The vampire craze is so not dead. Well, it may be floundering in the editorial offices according to some. Seems to me readers are still asking for more, more, more fanged fables in bookstores. They want comedic, serious vamps, sexy vamps. In Beth Fantaskey‘s (Fantastic name, huh? Bet she’s never heard that one before!) JESSICA’S GUIDE TO DATING ON THE DARK SIDE, a YA out now, you’ll find a vampire character with plenty of light and shade.
Seventeen-year-old Jessica Packwood is the adopted daughter of vegan anthropologists. The family carves out a quiet, meatless, animal-cruelty-free farm in Pennsylvania. It might be a home where birthday cakes are made of soy and unsweetened applesauce but it’s a loving home.
Sure isn’t an environment fit for a princess, as our hero, Romanian exchange student and prince, Lucius Vladescu laments.
Yep, a prince. A vampire prince. Lucius has travelled to small-town America, a place he finds both fascinating and abhorrent, to claim Jessica as his bride. It seems Jessica descends from vampire royalty herself. She’d been whisked out of Romania by the Packwoods as infant. Now, through Lucius, she learns her real name is Antanasia Dragomir and she will transform into a vampire. A pact between her ancestors and Lucius’s clearly states the two must marry to bring peace to their clans. Despite his apparent lunacy, Lucius enjoys the full support of Jessica’s parents.
At first, Jessica doesn’t want to accept her destiny. She’s crushing on a sweet jock named Jake and the gorgeous, pompous and uber confident Lucius infuriates her with his mere presence. Lucius is persistent, but he doesn’t like being made to look foolish, so he backs off. Then Faith Crosse, the school goddess, sinks her canines into Lucius just when Jessica warms to the idea of being a princess. Lucius’s princess. Can she win him back and in turn avert a vampire war?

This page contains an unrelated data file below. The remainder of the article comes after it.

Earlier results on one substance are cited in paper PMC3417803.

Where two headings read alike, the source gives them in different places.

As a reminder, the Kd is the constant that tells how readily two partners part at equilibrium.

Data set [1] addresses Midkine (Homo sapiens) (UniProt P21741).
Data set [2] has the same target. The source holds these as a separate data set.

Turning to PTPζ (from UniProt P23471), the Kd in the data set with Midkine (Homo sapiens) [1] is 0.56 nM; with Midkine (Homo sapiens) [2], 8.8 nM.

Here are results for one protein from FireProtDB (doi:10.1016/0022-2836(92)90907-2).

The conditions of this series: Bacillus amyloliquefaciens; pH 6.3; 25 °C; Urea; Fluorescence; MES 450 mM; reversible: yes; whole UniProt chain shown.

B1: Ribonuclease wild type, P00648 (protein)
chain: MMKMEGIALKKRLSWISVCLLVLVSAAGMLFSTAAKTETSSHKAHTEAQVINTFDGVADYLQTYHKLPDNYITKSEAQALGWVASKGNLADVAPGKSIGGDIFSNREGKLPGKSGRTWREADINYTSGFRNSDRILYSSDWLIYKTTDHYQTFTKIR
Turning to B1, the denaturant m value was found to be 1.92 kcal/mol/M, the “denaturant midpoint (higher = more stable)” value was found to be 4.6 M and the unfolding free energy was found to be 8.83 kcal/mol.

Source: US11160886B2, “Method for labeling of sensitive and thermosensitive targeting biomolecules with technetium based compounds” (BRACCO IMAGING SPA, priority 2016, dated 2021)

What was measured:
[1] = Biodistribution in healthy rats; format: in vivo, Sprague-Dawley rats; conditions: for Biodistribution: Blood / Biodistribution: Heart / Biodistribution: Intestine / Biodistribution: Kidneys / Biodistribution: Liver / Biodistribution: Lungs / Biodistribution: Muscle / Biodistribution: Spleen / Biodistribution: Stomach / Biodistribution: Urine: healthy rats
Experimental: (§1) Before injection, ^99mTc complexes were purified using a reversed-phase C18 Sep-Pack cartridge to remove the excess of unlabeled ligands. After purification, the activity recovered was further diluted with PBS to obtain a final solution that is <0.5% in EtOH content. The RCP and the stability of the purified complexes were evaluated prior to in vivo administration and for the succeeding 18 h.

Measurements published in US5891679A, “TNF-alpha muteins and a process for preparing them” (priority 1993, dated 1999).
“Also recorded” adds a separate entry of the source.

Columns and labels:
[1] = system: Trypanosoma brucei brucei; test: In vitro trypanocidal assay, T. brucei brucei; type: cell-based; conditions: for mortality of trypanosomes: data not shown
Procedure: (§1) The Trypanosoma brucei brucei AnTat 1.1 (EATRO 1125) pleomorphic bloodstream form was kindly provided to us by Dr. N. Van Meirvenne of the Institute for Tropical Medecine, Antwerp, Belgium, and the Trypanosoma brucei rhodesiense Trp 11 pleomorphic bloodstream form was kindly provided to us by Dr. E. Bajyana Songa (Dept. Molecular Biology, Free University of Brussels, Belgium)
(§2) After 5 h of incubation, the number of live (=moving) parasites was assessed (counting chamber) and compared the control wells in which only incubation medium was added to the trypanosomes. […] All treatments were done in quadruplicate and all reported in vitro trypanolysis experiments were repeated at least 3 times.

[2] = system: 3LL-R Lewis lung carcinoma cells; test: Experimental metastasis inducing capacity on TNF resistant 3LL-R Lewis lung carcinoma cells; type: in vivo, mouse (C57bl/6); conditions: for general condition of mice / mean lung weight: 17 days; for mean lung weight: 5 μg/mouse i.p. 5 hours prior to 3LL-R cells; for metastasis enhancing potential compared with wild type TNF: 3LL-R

JESSICA’S GUIDE TO DATING ON THE DARK SIDE is a fast, enjoyable read with a nice balance between comedy and drama. It doesn’t get too bogged down in vampire lore. Beth Fantaskey borrows only a few of the usual bloodsucker staples (eg. stake + heart = death) and puts her own spin on the genre. I adored Lucius. He’s showy but endearing. His incredulous comments about America in correspondence with his cruel uncle Vasile were side-splitting. If you want a break from dark, dark vamp stories, give this one a go.
To celebrate our one-year blogiversary, I have a review copy of Beth Fantaskey’s novel to give away, thanks to our generous Penguin friends. For your chance to win, all you need to do is tell me how you’d react if you discovered you’re really a vampire princess-to-be. Would it totally suck? The winner will be unveiled next week.